Frequently Asked Questions

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Frequently Asked Questions...

What type of oil should I use to cook popcorn?

Choosing the correct oil will be your biggest decision. Oil affects the taste and the nutritional value of your popcorn. Manufacturers love coconut oil because it burns the cleanest, and supposedly tastes the best. If you are health-conscious however, you may want to steer clear of coconut oil and try canola oil (canola oil has a lower fat and cholesterol content). Other oils frequently used are sunflower, peanut and soy. The best plan for choosing oil is to research the nutritional value, then trial and error to determine which tastes best to you. The only oil to avoid is vegetable oil, because it cannot stand the heat of the kettle and tends to burn and smoke up the place, leaving a bit of a burnt taste to the popcorn.

What is the popped corn equivalent of one ounce of popcorn kernels?

One ounce of uncooked kernels yields one quart of cooked corn. Another way to look at this ratio is to think of a bag of microwave popcorn. A four-ounce bag of kernels (for a four-ounce popper) yields approximately the same amount of popped corn as a bag of microwave popcorn. Depending on how much your guests love popcorn, a four-ounce serving of popcorn could serve about 8 servings. Don't forget to buy popcorn serving bags, scoop boxes or tubs.

What is the shelf-life of the popcorn portion packs?

When storing the popcorn portion packs, it is best to store them where it is below 70 degrees. You do not have to refrigerate the portion packs. The shelf-life of the portion packs is around a year. The coconut oil can last longer then the popcorn kernels.

I just received my popcorn portion packs and the oil is hard, is that normal?

Yes, coconut oil solidifies or melts according to the temperature. So, it is completely fine to use either way. During the cooler months of the year, in a cold delivery truck, the coconut oil will harden. This is normal, as coconut oil will turn to a solid when below 76 degrees. Leaving it at room temperature will soften it. There is no need to “warm-up” your solid coconut oil before adding it to your popcorn kettle. The coconut oil can be added to your kettle when it is solid, as your heated kettle is about 300+ degrees thus turning the oil back to a liquid.

What makes theater popcorn taste so much better than microwave popcorn?

The taste and flavor of popcorn is determined by the type of oil and seasoning salt that is used in the cooking process. Most theaters use a specially formulated cooking oil that is partially absorbed by the popcorn as it pops. This is what gives the popcorn its flavor. Most microwaveable popcorn is oil-less and comes out dry and flavor-less.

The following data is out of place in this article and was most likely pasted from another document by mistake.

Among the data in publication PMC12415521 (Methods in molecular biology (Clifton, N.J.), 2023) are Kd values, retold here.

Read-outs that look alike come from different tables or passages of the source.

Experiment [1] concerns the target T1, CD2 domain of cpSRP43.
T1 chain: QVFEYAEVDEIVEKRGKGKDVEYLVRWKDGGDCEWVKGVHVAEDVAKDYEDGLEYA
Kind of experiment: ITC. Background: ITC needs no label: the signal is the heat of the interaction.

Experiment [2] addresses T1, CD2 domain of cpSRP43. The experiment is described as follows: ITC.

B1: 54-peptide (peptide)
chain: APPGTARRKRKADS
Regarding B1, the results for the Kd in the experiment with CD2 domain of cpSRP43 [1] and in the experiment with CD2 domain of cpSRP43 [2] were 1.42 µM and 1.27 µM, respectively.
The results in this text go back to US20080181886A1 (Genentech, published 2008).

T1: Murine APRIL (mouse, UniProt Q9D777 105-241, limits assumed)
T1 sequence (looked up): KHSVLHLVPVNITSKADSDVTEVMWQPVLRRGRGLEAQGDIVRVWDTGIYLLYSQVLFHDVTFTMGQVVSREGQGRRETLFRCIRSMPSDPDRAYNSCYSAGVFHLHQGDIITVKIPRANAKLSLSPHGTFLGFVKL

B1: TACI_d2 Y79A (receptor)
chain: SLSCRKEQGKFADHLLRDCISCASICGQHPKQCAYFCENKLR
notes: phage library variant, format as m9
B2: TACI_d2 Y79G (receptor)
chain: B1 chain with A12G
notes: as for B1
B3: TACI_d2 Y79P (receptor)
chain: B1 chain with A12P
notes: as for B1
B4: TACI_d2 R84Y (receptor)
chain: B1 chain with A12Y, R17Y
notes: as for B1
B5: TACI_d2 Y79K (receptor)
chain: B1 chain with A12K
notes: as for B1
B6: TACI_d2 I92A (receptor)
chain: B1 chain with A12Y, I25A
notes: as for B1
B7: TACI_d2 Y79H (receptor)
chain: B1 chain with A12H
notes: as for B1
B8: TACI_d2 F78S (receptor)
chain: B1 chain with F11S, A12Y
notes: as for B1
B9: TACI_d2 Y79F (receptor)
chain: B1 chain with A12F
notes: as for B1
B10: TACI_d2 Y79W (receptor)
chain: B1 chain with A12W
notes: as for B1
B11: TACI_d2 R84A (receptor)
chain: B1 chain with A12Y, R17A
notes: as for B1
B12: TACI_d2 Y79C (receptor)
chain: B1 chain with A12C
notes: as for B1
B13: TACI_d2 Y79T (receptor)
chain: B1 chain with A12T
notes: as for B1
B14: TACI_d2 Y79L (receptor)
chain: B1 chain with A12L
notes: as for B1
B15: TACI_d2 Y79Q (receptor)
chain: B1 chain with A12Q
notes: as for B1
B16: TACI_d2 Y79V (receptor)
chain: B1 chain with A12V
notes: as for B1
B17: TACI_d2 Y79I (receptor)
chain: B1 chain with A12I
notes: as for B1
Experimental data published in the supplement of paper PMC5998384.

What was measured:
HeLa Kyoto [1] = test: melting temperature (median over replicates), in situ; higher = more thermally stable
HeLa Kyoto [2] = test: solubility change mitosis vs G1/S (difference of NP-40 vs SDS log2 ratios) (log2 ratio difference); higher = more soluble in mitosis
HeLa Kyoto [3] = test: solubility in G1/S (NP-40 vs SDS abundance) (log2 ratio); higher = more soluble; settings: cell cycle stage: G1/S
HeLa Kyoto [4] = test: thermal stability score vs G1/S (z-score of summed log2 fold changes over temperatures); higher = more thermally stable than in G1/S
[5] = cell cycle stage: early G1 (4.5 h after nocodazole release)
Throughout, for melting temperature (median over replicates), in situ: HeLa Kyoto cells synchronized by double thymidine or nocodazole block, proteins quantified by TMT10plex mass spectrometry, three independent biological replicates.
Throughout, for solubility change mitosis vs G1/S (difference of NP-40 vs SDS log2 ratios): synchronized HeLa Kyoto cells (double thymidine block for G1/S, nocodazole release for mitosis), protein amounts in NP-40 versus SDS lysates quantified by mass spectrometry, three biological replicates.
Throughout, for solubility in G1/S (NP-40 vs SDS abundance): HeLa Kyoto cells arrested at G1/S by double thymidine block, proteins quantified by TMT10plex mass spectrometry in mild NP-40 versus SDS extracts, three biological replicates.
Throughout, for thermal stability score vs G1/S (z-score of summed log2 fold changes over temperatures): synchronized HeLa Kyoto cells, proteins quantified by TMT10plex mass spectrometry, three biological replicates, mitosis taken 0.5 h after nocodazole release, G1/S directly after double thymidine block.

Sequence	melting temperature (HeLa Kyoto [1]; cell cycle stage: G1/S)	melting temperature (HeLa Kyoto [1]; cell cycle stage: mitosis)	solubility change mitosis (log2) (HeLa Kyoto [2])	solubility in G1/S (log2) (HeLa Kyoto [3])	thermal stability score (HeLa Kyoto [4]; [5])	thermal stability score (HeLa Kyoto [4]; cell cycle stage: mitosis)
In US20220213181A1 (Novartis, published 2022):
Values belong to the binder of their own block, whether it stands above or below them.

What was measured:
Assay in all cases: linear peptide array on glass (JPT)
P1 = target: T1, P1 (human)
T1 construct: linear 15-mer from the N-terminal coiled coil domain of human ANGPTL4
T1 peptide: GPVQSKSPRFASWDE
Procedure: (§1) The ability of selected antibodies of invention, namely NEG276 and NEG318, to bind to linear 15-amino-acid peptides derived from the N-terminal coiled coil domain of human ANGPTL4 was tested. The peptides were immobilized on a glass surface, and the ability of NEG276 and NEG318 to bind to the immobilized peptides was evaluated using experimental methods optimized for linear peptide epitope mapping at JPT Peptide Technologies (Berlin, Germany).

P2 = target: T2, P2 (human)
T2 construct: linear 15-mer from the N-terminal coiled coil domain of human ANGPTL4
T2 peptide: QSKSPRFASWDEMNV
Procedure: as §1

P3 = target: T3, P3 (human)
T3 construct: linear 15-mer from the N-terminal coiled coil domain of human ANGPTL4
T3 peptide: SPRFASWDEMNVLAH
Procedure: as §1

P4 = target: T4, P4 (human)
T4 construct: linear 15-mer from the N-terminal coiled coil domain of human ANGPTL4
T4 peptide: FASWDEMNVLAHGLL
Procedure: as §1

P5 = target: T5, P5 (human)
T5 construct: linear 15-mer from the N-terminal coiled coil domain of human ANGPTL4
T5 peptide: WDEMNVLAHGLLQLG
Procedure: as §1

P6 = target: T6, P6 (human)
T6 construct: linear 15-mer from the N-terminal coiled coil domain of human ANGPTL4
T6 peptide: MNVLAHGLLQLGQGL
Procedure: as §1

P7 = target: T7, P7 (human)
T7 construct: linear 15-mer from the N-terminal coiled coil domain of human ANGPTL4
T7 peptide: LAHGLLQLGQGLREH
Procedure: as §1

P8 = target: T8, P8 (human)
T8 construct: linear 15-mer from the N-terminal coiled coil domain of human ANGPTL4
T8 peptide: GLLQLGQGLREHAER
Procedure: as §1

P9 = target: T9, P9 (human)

What can I do if my popcorn comes out chewy?

Actually, popcorn is made up of hard starch and a little bit of moisture. This moisture is locked inside the kernel. As the temperature rises the moisture turns to steam and pressure begins to build. This continues until the kernel cannot withstand the force any longer, and explodes into the goodness we know and love.

Because popcorn kernels tend to lose moisture as they age the popping performance and quality of the popcorn can diminish.
To ensure popcorn maintains the appropriate moisture level, never store popcorn kernels in a refrigerator or freezer. This can dry them out very quickly. Also do not store them in a moist basement or a humid garage. The best place to keep your unpopped pop corn is on a pantry shelf (at room temperature, below 90°F) in a sealed container. You can typically expect popcorn to have a shelf life of about 18 months.

Freshly popped corn quickly absorbs humidity from the air. As the popcorn absorbs moisture, it loses its crispness and it can become chewy. If you run into this problem try popping with the metal serving door on your popper in its open position to help vent the moisture. You can even keep the Plexiglas door slightly open as Paragon recommends, but watch out for stray popcorn if you are daring enough to keep it all the way open!

After the popcorn is done popping immediately open the plexiglas door and let the steam out. Depending on where you have placed your popper you may have more or less moisture in the air. A damp basement is less than ideal but you can get around this by trying to keep the popcorn warm but dry. A popcorn warmer is ideal for this and is sometimes included in the popper's design depending on the model you have purchased.

Other factors that can play a part are an excess of oil used in the initial popping or too much popcorn added for your size kettle (use 4 oz. for a 4 ox kettle, 6 for 6 oz and so on). Try experimenting and above all have fun with the possibilities!

How much oil and corn do I use in my popcorn machine?

Kettle Size    Amount of Oil    Amount of Corn
2 oz.            1 TBSP             ¼ cup
4 oz.            ¼ cup               ½ cup
6 oz.            ¼ cup               ¾ cup
8 oz.            ⅓ cup                1 cup
12 oz.          ½ cup                1½ cups